It’s hard to know how to feel at the news of the recent lawsuit between Matthew Fisher (formerly of Procol Harum; think of the organ obbligato to “Whiter Shade of Pale”) and Gary Brooker (composer, singer, pianist of Procol Harum, including on “Whiter Shade”). PH was one of my all-time favorite bands; I saw them three times, including a stellar college gig at Southampton University in late 1975. Fisher was long gone. Now, after 38 years, he was trying to claim composer’s co-credit for “Whiter Shade,” which would of course have amounted to a zillion dollars. The judge said that he’d discredited his case against Brooker by waiting 38 years to levy it. So it goes.
I liked almost all their stuff better than “Whiter Shade,” and it always irked me (probably almost as much as the band themselves) that the critical conventional wisdom was that every song of theirs was a remake of that one. I used to wonder if anyone had actually listened to anything after that first hit. The band did have a distinctive sound, but it also had several different personalities (the Robin Trower/Broken Barricades period was a departure, and also a high point), and I always thought that they were what classical/art rock should have been: heavy on the melody, harmony, and counterpoint, much lighter than everyone else on the tedious stoner-music synthobabble and ponderous jams. That I adored their music and that they never became huge is probably one more indication that I’ve always been out of step.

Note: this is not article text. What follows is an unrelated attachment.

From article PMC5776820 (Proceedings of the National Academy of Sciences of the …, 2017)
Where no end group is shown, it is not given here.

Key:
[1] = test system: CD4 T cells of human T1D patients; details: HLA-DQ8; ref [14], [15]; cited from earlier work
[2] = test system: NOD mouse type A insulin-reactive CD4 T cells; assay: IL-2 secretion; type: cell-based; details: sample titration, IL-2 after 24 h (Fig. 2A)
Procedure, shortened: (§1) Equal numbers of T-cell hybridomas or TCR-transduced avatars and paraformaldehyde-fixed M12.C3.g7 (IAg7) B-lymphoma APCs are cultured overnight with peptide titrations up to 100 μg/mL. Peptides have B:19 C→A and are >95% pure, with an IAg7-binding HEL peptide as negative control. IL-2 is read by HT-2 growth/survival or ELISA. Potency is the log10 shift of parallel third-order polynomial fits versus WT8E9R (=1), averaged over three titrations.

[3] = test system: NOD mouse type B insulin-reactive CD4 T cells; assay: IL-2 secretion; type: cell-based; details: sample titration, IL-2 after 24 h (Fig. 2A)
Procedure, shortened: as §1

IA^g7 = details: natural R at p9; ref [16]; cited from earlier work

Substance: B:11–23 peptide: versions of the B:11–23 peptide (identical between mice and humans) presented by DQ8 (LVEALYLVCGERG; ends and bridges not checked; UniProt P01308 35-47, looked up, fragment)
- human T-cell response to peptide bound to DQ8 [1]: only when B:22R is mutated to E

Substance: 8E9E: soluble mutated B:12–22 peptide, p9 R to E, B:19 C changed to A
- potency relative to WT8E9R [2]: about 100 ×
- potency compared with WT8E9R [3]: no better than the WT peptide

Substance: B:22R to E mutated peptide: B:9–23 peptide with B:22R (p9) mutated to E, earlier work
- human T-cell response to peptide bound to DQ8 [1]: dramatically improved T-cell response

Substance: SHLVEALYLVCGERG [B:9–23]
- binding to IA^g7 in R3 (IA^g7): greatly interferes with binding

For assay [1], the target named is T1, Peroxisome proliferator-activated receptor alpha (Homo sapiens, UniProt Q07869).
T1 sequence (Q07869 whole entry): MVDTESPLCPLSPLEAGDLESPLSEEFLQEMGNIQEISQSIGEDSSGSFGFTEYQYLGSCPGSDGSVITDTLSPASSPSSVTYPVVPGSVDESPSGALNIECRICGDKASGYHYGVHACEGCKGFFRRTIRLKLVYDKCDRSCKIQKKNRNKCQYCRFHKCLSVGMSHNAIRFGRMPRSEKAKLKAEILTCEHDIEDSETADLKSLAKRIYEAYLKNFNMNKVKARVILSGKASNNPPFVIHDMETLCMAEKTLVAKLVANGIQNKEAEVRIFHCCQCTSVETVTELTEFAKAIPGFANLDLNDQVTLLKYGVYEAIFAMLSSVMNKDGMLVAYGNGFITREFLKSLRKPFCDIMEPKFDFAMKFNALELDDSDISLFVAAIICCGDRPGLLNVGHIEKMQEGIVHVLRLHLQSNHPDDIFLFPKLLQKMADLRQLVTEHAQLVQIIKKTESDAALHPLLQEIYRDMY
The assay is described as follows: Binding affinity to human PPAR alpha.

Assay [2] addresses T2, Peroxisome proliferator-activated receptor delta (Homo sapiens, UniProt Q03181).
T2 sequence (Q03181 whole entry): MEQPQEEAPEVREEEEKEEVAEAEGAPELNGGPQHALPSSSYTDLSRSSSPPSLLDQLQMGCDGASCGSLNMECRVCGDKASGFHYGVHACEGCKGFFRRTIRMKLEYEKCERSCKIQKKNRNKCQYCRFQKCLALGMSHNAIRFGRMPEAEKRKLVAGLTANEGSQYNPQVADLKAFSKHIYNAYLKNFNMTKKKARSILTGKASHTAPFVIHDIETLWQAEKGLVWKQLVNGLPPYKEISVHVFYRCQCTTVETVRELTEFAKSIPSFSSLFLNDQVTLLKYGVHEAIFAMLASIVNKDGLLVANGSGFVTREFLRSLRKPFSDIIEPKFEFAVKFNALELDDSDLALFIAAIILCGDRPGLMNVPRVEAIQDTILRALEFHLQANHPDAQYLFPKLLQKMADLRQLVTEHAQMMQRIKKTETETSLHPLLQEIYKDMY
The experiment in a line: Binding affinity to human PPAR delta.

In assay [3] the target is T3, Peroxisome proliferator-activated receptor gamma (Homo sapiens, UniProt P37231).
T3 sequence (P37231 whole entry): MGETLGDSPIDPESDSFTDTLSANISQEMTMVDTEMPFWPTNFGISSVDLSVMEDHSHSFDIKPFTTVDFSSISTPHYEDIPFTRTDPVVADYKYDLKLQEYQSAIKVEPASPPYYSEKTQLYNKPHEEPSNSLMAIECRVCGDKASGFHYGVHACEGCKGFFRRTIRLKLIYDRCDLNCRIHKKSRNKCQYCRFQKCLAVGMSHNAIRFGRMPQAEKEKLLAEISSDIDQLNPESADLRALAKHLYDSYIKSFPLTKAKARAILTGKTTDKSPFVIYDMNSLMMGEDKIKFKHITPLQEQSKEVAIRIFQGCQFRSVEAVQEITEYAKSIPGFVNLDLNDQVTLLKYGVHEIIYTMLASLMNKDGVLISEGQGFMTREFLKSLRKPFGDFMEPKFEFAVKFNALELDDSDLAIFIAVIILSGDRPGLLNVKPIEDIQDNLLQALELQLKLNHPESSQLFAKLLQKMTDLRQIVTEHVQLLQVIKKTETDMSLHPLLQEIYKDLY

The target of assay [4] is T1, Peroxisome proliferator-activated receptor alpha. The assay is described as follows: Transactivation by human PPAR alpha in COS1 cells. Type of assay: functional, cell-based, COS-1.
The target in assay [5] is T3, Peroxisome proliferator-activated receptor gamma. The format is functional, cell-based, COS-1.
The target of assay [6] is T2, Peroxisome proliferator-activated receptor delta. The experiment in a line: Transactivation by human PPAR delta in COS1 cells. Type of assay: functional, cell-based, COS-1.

So Matthew Fisher has been a computer programmer since 1969, and Brooker became an OBE in 2003. And now they’re going to be arguing about who pays the legal bills, with everyone feeling wronged, bitter, and as if the past has been betrayed. Maybe we listeners are the lucky ones—we put the songs on and forget about it. They continue to slug it out. That kind of money makes people do odd, destructive things.
Not a risk we run in higher education—but that observation is only partially ironic. The poison that runs through the veins of the music business is truly a caution to those with stars in their eyes—that’s the water you’ll be swimming in. This is not to warn people off and tell them to remain in the higher ed womb; far from it. Just be aware, and be prepared to care for separate parts of your being—the artist part, and the business part. They can be complementary, but if they start affecting each other, watch it. So it goes.